Kai, now 19, has been on hormone replacement therapy for two years. This involves taking testosterone to create male physical features. He is happy and confident. But getting to this point wasn't easy.

"The gap between finding out you are transgender, then letting everyone else know that you are, the period of, you know, consultation within yourself - it's a really deep and dark moment because, you know, it's a big decision to come out. Some of the stuff that you're going to do can be irreversible and people are going to be harsh."

Kai worried how his family and friends would react to him deciding to live as a boy.

On top of that was another concern.

"One thing I weighed up... how would this go down in my culture?" Kai says.

"How would this go down in my culture?"

As a young Indigenous activist, working at Dreamworld teaching Indigenous culture, he worried he might be alienated from participating in dance, and be shunned by his community.

Kai's father, Troy Clancy, a Wulli Wulli man, remembers the moment Kai told him he had been taking testosterone.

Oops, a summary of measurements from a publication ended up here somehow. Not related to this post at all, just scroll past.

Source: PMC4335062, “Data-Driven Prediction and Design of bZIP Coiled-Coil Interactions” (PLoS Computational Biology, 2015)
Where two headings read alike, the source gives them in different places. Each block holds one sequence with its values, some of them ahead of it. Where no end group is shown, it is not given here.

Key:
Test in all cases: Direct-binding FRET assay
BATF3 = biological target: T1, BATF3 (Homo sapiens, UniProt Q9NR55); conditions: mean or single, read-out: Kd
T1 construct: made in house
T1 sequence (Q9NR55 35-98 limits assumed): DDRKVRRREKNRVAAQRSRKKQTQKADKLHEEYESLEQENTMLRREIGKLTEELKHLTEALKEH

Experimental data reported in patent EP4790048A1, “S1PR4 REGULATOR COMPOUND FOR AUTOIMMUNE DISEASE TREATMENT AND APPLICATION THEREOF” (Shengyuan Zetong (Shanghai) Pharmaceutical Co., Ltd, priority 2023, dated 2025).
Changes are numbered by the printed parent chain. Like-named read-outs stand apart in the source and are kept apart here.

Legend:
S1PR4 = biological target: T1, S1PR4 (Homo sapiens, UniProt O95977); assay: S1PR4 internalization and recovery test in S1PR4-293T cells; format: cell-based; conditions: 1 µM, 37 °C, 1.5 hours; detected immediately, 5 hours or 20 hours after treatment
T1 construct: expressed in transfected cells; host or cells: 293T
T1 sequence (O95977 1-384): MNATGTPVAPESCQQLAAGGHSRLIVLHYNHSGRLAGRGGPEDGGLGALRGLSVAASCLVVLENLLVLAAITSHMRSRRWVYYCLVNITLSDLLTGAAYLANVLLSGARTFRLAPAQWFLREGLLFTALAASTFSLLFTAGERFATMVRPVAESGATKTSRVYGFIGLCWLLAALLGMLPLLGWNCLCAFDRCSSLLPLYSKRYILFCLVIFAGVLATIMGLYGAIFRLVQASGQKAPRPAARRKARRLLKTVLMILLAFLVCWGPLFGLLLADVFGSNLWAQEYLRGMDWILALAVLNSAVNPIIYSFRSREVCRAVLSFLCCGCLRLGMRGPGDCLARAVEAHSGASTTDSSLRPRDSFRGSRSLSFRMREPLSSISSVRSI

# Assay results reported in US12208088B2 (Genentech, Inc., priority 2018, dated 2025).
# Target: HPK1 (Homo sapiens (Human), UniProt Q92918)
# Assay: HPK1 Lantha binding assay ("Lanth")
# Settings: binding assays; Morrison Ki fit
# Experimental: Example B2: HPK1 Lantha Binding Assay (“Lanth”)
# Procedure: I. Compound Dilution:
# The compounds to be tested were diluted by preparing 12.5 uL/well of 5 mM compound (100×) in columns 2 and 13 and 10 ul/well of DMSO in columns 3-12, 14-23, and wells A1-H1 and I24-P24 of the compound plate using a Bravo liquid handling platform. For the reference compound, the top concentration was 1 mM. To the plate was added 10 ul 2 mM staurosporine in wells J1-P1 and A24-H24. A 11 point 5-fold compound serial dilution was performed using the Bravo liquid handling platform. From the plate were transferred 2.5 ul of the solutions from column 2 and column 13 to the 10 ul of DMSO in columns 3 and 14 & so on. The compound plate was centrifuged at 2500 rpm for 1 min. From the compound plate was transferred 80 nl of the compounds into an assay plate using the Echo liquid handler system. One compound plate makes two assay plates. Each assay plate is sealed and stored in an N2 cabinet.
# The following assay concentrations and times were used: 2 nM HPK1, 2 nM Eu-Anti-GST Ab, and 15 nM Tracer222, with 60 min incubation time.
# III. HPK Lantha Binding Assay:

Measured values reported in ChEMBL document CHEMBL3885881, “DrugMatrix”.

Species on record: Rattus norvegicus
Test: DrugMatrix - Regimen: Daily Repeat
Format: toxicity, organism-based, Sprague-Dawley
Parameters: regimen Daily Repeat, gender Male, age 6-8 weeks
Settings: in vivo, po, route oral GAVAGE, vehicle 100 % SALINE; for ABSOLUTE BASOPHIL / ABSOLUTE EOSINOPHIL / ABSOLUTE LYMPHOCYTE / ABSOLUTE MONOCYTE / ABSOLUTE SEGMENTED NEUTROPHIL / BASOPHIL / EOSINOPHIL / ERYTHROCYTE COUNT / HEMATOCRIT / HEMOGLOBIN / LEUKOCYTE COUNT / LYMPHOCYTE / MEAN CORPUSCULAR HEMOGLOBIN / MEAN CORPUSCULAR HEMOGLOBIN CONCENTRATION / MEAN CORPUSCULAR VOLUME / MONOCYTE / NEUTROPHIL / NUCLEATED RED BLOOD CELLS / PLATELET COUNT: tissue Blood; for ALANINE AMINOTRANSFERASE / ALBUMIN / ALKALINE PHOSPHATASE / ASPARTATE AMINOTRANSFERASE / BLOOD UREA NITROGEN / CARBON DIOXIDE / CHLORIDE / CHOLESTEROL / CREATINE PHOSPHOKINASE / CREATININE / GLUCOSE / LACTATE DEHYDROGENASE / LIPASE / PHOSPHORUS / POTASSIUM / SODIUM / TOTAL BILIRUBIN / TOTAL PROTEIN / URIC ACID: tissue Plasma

"I wasn't angry... I was saddened in a sense, you know, coz I wasn't educated on it," he says.

"He told me that he is very sad, he is trapped, he is a man trapped in a girl's body and that he just hated being like that and hated living like that. It saddened me to hear my child talk about that."

To Kai's surprise- his family and his community rallied behind him.

"I've got a son now instead of a daughter as the head of my clan, my family and I'm quite happy with that."

"I've got a son now instead of a daughter as the head of my clan, my family and I'm quite happy with that," says Troy.

"It was a big weight off his shoulders that this side of his family, his Indigenous side, really gathered and took together… that's our tribe; if we got some in the flock that are like that we must nurture them too."

Transgender Online